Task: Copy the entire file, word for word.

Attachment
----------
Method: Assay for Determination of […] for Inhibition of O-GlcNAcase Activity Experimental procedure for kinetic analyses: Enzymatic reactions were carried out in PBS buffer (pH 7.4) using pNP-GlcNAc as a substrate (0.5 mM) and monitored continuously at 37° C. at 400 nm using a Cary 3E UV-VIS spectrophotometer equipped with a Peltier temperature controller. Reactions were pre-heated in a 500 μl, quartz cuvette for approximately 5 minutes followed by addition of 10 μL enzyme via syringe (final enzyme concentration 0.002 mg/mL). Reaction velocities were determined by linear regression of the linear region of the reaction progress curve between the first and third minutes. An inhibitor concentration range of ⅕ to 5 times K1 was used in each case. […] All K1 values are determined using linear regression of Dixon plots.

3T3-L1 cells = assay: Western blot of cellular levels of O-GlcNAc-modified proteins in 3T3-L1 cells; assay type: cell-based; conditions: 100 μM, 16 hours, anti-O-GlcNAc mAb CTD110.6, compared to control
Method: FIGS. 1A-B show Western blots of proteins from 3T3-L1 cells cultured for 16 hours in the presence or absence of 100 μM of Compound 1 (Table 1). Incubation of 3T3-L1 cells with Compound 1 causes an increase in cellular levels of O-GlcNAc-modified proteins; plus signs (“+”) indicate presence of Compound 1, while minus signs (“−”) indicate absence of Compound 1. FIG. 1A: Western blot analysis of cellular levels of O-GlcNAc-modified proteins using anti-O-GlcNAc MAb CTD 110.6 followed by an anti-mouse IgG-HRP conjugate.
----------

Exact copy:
Method: Assay for Determination of […] for Inhibition of O-GlcNAcase Activity Experimental procedure for kinetic analyses: Enzymatic reactions were carried out in PBS buffer (pH 7.4) using pNP-GlcNAc as a substrate (0.5 mM) and monitored continuously at 37° C. at 400 nm using a Cary 3E UV-VIS spectrophotometer equipped with a Peltier temperature controller. Reactions were pre-heated in a 500 μl, quartz cuvette for approximately 5 minutes followed by addition of 10 μL enzyme via syringe (final enzyme concentration 0.002 mg/mL). Reaction velocities were determined by linear regression of the linear region of the reaction progress curve between the first and third minutes. An inhibitor concentration range of ⅕ to 5 times K1 was used in each case. […] All K1 values are determined using linear regression of Dixon plots.

3T3-L1 cells = assay: Western blot of cellular levels of O-GlcNAc-modified proteins in 3T3-L1 cells; assay type: cell-based; conditions: 100 μM, 16 hours, anti-O-GlcNAc mAb CTD110.6, compared to control
Method: FIGS. 1A-B show Western blots of proteins from 3T3-L1 cells cultured for 16 hours in the presence or absence of 100 μM of Compound 1 (Table 1). Incubation of 3T3-L1 cells with Compound 1 causes an increase in cellular levels of O-GlcNAc-modified proteins; plus signs (“+”) indicate presence of Compound 1, while minus signs (“−”) indicate absence of Compound 1. FIG. 1A: Western blot analysis of cellular levels of O-GlcNAc-modified proteins using anti-O-GlcNAc MAb CTD 110.6 followed by an anti-mouse IgG-HRP conjugate.